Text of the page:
ASK THE EXPERT
QFIVEmonths ago, I had what is now assumed to have been Covid-19. At the time, I didn’t feel too bad and never went for a test or anything – it felt a bit like flu. After a few days, I thought I was better, but the odd thing was that it left me so very tired. Not normal tired – really exhausted and unable to do anything tired.
I put up with this for a couple of weeks then tried to see my doctor, which I did online with a video call. He was just dismissive and said I was probably depressed. I didn’t feel depressed but it sort of made sense because everything seems so scary, both jobwise and in the world at large. He prescribed anti-depressants, but I thought they made me worse as I was even more exhausted, so after I’d been on them for six weeks, I called him back.
By this time, I got weird aches and pains; my hair started to fall out; some days I’d be running a temperature. Again, my doctor was dismissive and suggested an appointment with a counsellor.
That was four weeks ago and I’m still waiting – but I can’t see it doing any good and I don’t feel any better. I feel like I’m going crazy! I’ve heard of other people who still feel ill after they’ve had this virus, so why aren’t doctors picking up on it and doing something?
ACOLUMNIST and trained counsellor Fiona Caine says: “It’s unfortunate that it seems your doctor isn’t keeping up to date with what’s happening regarding this virus. It sounds like you could be one of several people experiencing what is now being referred to as ‘Long Covid’. Whilst most people recover from Covid-19 after around two weeks, research suggests that a smaller number are left with sometimes quite debilitating symptoms that linger on.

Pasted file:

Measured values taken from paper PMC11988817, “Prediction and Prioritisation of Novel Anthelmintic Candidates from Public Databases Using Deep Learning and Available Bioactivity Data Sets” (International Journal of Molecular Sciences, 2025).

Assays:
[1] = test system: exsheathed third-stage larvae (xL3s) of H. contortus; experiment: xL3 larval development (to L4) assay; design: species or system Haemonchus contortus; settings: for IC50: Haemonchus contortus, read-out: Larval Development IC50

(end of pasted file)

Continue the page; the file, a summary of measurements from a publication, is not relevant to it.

“However, there is no definitive answer on how to treat it and research is only now beginning to scratch the surface.
“Viruses are known to trigger all kinds of different responses in people, and chronic fatigue, such as you are experiencing, is not an uncommon response to a virus. The same is true for hair loss.
“Please talk to your doctor again and discuss this with him. If he is unwilling to listen you can ask for another opinion. You are not obliged to keep seeing the same GP.”